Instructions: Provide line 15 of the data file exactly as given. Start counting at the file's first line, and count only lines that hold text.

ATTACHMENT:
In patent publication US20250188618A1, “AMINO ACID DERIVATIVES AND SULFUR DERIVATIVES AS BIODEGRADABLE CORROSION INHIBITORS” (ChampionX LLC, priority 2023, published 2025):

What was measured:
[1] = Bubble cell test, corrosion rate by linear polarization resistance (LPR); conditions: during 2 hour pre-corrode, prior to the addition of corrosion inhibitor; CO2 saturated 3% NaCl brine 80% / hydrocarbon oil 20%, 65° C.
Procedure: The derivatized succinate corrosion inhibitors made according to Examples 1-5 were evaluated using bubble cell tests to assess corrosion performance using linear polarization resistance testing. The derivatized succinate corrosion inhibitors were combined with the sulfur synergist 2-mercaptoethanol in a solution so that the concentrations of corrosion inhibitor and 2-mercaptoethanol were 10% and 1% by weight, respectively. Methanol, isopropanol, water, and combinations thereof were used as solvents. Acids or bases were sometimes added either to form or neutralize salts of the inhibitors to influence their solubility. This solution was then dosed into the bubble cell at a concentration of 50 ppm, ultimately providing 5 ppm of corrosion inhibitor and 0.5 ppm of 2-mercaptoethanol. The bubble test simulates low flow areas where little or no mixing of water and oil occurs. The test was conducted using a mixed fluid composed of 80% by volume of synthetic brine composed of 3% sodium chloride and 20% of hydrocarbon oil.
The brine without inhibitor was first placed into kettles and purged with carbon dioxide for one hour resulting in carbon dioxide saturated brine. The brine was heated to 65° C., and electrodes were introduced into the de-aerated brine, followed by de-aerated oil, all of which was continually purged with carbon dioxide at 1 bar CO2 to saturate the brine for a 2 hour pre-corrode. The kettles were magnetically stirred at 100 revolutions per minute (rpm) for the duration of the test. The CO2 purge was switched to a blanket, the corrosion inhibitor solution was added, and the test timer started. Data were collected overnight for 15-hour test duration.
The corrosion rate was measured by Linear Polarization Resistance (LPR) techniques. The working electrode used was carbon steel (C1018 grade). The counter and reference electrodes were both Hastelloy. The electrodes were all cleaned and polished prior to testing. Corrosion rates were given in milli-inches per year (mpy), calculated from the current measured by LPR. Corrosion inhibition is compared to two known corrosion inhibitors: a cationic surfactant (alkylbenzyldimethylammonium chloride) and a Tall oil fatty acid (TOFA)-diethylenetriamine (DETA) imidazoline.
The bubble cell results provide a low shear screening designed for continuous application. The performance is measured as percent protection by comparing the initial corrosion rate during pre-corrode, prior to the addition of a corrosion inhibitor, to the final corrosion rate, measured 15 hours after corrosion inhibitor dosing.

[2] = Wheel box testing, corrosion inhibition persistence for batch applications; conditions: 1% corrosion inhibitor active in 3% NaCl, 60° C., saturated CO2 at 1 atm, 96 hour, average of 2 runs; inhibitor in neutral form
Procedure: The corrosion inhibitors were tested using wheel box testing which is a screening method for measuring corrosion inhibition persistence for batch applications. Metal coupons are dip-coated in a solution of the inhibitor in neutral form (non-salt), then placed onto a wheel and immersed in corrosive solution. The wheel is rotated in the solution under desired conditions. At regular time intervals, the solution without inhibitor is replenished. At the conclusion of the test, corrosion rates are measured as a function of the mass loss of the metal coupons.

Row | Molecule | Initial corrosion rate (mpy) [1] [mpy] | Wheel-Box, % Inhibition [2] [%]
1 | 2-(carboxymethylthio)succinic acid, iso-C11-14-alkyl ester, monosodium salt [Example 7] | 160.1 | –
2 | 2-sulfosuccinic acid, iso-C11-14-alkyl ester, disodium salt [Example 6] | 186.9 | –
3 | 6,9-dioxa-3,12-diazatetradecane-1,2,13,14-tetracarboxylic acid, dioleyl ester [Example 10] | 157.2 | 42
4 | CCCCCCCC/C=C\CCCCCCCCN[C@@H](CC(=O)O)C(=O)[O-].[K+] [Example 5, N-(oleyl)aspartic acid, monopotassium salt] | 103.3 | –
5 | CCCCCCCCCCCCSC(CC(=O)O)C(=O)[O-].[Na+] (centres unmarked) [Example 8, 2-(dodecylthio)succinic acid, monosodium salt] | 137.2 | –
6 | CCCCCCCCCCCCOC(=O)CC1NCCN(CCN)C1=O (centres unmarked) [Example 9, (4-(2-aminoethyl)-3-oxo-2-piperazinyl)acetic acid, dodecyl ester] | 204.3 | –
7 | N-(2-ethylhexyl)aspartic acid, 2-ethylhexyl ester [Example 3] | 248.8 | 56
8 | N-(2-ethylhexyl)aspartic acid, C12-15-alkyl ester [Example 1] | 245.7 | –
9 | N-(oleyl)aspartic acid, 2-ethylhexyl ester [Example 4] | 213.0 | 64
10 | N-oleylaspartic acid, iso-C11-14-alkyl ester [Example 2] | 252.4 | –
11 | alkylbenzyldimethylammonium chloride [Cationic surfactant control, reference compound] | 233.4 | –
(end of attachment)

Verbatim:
5 | CCCCCCCCCCCCSC(CC(=O)O)C(=O)[O-].[Na+] (centres unmarked) [Example 8, 2-(dodecylthio)succinic acid, monosodium salt] | 137.2 | –